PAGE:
Don Villwock, Edwardsport, was re-elected to another term of Indiana Farm Bureau during the business meeting of delegates at the 2009 Indiana Farm Bureau State Convention in Ft. Wayne this week. It was the first contested race for president in several years. Villwock was declared the winner on the first ballot.
Villwock and his wife, Joyce, operate a family farming operation north of Vincennes in Knox County, Since Don is away from the farm attending to Farm Bureau business most of the time, they employ a very efficient farm operator, Jason Misinies, who keeps the farm rolling. He's also a guru with a wrench, Villwock says, and now works in a new farm shop that Misiniec was very influential in designing how it was built.
The convention has typically been held in Indianapolis, but moved to Evansville in '08, and to Ft. Wayne in '09. The primary reason was that Convention Center authorities said they could not accommodate Farm Bureau properly during renovation projects at the center. It's also believed some members wanted to try hosting the convention in other parts of the state.
This year's meeting was held in November, primarily to avoid conflicts with the Hoosier Beef Congress, which is the first weekend in December in Indianapolis. However, the timing didn't work in Farm Bureau's favor- this is the second worst harvest season on record in Indian, and the worst since the early 1970s. As a result, attendance was down at the convention.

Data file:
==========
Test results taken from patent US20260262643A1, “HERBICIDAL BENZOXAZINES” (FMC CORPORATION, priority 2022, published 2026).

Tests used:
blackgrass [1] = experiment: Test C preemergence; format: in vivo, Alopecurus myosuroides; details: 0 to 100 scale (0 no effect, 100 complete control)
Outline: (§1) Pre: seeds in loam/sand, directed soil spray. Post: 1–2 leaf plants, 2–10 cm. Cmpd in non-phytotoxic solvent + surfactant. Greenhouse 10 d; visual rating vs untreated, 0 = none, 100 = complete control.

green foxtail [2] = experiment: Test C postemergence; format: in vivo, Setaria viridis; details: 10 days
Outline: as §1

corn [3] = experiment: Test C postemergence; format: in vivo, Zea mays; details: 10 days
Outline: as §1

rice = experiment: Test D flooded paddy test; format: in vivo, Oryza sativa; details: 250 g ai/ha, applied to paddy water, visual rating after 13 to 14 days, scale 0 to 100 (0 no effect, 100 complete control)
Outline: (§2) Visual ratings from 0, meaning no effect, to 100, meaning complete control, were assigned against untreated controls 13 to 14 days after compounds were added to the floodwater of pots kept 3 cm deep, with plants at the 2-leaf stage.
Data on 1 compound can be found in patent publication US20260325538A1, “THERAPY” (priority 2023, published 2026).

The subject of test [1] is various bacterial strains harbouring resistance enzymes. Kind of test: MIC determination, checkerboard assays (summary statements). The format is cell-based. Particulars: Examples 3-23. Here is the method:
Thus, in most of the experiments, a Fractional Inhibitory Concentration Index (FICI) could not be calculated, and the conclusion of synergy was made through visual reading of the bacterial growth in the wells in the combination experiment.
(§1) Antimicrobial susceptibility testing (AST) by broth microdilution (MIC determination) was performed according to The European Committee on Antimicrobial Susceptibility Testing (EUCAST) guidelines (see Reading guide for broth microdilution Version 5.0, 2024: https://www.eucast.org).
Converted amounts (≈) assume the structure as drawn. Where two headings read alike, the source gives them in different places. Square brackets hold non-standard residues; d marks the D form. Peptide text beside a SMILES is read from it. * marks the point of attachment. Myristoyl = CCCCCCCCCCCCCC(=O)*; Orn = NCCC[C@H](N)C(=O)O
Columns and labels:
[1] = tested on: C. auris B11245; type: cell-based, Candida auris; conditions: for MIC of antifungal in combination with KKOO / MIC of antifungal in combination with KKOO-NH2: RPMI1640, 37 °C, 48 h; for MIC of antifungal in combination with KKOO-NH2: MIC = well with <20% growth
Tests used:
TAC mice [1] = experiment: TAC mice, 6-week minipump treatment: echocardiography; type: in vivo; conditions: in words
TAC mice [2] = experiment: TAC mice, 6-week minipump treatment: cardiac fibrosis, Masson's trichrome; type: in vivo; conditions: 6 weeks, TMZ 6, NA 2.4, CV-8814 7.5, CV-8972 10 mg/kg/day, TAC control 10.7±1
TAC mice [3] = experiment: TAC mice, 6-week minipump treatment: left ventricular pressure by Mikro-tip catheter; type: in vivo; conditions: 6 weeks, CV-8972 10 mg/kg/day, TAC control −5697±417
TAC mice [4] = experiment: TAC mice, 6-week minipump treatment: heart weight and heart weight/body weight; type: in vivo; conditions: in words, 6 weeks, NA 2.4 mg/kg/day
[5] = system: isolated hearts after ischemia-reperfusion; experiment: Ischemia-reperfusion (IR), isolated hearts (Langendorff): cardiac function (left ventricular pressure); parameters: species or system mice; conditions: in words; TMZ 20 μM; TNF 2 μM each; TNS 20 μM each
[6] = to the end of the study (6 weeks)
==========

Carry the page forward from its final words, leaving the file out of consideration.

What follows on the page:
"We had committed delegates who came in Thursday evening the delegate session, then returned home to run crops wither yet last Thursday night or early Friday mo1rning. Still, there were reasonably good crowds to watch key hot-bed issues discussed during break-out sessions, including the cap and trade energy bill debate, and a session on Farm Bureau's public policy.
Look for the meeting to return to December in Indianapolis next year. Meanwhile, Villwock calls on members to get their voices heard before the legislature convenes.
"We're looking for a short session, " he says. "t\There is no money to fight over- usually this session is about dividing up the pie- it's gone- it's already been eaten up So we think it could be a short session."
Both Katrina Hall and Bob Kraft, Farm Bureau government specialists, agree with Villwock's assessment. Farm Bureau's number one goal will be lobbying the legislature not to pass the cap system resolution on the property tax bill. If it passes, then it will appear as a constitutional amendment on the state ballot in number of 2010.
"It's not advisable to put something so permanent into the Constitution before we know if it's going to work," Villwock says. He has real reservation about how well the system is working already. Once put in the constitution, it would be difficult to remove it, Villwock emphasizes.